Before using this medication, tell your doctor or pharmacist your medical history, especially of: heart problems (e.g., heart failure, irregular heartbeat), kidney problems, urinary/bladder problems (e.g., incontinence), decreased bone marrow function, blood disorders (e.g., bleeding problems, low platelet count, blood clotting problems), weakened immune system, low blood calcium levels.
Since this medication can increase your risk of developing serious infections, wash your hands well to prevent the spread of infections. Avoid contact with people who have illnesses that may spread to others (e.g., flu, chickenpox).
To lower the chance of getting cut, bruised, or injured, use caution with sharp objects like safety razors and nail cutters, and avoid activities such as contact sports.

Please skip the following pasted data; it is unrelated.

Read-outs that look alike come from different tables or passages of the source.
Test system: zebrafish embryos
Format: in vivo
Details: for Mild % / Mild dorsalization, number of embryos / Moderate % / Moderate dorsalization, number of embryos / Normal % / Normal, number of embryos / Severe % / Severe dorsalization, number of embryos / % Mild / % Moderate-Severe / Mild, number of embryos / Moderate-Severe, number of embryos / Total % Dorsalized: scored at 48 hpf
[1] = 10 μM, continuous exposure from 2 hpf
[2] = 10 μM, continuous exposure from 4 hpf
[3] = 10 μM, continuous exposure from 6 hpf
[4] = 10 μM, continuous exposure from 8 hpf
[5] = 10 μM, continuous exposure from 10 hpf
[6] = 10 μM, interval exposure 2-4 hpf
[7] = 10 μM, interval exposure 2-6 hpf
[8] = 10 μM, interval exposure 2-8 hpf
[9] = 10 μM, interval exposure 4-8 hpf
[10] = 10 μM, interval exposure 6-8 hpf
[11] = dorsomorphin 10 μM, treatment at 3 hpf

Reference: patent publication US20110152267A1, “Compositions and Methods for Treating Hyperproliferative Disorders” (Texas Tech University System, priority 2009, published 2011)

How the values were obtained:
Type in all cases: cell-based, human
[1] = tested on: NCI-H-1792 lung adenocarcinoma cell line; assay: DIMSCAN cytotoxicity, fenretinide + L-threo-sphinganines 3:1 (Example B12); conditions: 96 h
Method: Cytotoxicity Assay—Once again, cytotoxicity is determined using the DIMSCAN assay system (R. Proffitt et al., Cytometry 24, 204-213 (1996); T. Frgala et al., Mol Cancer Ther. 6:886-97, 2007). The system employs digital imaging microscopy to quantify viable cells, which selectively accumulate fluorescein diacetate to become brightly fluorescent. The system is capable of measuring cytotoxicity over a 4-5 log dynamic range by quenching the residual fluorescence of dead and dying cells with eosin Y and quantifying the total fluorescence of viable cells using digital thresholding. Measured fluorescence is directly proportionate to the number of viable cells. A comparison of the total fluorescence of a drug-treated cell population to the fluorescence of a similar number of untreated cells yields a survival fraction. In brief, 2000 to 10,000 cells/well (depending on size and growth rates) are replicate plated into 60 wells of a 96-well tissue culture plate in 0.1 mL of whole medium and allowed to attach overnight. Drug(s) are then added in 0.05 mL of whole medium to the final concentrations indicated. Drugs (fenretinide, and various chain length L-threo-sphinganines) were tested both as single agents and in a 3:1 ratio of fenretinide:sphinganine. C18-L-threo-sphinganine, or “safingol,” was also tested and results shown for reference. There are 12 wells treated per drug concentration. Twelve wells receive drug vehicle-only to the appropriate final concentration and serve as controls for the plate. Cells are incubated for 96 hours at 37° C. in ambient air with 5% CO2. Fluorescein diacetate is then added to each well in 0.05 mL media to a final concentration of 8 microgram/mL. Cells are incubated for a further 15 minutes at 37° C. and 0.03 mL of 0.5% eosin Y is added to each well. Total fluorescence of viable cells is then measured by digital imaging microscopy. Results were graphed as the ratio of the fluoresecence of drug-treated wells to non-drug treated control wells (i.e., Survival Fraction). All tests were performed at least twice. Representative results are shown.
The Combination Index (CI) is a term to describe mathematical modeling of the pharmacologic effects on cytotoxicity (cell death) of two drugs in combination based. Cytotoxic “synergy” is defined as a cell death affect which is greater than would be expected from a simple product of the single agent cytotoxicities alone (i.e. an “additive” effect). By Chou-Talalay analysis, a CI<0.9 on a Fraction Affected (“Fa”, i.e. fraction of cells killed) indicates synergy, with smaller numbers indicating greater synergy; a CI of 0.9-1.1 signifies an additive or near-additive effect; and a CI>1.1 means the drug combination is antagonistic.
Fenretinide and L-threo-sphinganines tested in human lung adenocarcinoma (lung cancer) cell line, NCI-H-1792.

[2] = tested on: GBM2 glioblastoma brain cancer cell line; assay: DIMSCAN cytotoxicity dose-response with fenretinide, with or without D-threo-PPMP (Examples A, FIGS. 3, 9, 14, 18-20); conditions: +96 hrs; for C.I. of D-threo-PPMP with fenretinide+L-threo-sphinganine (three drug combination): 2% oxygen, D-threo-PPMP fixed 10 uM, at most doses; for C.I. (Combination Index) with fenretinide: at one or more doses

This medication is not recommended for use during pregnancy. It may harm an unborn baby. Discuss the risks and benefits with your doctor. Women should have a negative pregnancy test before treatment. It is recommended that men and women receiving this medication use reliable forms of birth control (e.g., condoms, birth control pills) to prevent pregnancy. If you become pregnant or think you may be pregnant, tell your doctor immediately. Consult your doctor for more details and to discuss reliable forms of birth control.
It is not known if this drug passes into breast milk. Because of the possible risk to the infant, breast-feeding while using this medication is not recommended. Consult your doctor before breast-feeding.
Your doctor or pharmacist may already be aware of any possible drug interactions and may be monitoring you for them. Do not start, stop, or change the dosage of any medicine before checking with your doctor or pharmacist first.